Study elucidates mechanism of MOF-mediated catalysis | March 19, 2018 Issue - Vol. 96 Issue 12 | Chemical & Engineering News
Volume 96 Issue 12 | p. 8 | Concentrates
Issue Date: March 19, 2018

Study elucidates mechanism of MOF-mediated catalysis

Findings could lead to custom-designed catalysts with improved activity and selectivity
Department: Science & Technology
Keywords: Metal-organic frameworks, MOF, catalysis, catalyst
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This zirconium-based MOF cluster (shown here in simplified form) selectively converts ethanol to diethyl ether due to catalytically active defects.
Credit: J. Am. Chem. Soc.
This image shows the structure of a catalytic zirconium-based cluster in a MOF and a reaction occurring on its surface.
 
This zirconium-based MOF cluster (shown here in simplified form) selectively converts ethanol to diethyl ether due to catalytically active defects.
Credit: J. Am. Chem. Soc.

In addition to garnering widespread attention as materials for gas storage and separation, metal-organic frameworks (MOFs) have shown themselves to be worthy catalysts in a limited number of reactions. MOFs’ catalytic usefulness could be boosted by design, if researchers understood how these crystalline porous materials drive reactions. But many details remain unknown. So a team led by Christopher J. Cramer and Laura Gagliardi of the University of Minnesota, Twin Cities, and Bruce C. Gates of the University of California, Davis, coupled spectroscopy and computational methods to ferret out mechanistic details of a test reaction—ethanol dehydration on the MOFs UiO-66 and UiO-67 (J. Am. Chem. Soc. 2018, DOI: 10.1021/jacs.7b13330). These MOFs contain Zr6O8 clusters joined by dicarboxylic acid linkers. Because MOF clusters function as catalysts when they have defects—for example, vacancies due to missing linkers—the researchers deliberately introduced vacancies synthetically. Analysis of the resulting MOFs shows that they dehydrate ethanol selectively, forming diethyl ether, not ethylene, the competing product. The team notes that the key to selectivity is having adjacent vacancies, which enables ethanol molecules to bind to neighboring sites on the clusters and facilitates ether formation via an SN2 mechanism.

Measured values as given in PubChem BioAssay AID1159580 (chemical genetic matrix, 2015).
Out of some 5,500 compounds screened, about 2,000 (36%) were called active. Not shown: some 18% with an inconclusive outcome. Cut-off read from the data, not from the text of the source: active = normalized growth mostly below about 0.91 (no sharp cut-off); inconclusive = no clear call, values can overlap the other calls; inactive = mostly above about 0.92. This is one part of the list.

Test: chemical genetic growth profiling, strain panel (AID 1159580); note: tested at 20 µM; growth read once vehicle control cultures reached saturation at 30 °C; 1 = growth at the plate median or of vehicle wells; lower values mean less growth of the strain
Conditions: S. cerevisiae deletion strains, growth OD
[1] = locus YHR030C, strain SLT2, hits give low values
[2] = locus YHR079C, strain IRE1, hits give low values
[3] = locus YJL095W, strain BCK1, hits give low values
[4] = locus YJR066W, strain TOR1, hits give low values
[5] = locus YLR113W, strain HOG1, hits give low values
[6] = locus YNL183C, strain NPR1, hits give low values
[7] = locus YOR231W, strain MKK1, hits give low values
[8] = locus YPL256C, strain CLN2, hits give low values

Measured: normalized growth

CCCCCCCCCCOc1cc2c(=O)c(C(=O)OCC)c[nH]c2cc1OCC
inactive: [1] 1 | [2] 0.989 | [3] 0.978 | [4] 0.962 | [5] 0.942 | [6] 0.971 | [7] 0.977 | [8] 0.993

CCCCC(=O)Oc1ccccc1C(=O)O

CORRECTION: This story was updated March 20, 2018, to correct Bruce C. Gates’s affiliation. He is a professor at the University of California, Davis, not the University of California, Irvine.

 
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